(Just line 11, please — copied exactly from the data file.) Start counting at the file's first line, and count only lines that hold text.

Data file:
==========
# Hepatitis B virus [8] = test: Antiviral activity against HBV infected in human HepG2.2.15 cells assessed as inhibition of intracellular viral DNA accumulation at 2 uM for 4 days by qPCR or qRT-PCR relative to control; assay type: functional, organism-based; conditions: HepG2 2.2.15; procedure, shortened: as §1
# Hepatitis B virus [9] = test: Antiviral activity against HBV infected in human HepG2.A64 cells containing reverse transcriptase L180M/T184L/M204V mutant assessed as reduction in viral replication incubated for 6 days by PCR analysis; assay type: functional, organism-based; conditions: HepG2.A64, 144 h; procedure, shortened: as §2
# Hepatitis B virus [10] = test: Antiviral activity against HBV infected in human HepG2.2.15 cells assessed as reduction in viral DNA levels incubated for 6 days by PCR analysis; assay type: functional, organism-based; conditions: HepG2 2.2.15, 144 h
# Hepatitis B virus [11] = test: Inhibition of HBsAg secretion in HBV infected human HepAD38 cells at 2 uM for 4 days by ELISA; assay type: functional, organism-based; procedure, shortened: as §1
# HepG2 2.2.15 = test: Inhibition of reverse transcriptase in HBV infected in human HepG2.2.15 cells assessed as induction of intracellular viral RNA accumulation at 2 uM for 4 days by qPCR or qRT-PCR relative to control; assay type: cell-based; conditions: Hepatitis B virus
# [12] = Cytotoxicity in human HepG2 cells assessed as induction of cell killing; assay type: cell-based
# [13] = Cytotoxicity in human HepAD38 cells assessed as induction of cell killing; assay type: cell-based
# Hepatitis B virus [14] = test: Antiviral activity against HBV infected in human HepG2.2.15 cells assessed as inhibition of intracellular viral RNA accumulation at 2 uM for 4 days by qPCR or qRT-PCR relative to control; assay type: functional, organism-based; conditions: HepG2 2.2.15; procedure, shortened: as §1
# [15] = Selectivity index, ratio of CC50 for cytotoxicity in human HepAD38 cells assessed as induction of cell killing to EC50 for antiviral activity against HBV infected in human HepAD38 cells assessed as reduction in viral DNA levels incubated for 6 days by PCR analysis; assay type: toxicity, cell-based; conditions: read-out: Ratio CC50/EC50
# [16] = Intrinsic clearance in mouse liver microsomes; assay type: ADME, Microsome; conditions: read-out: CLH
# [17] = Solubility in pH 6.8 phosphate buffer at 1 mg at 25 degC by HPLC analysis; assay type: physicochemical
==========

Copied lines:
# [17] = Solubility in pH 6.8 phosphate buffer at 1 mg at 25 degC by HPLC analysis; assay type: physicochemical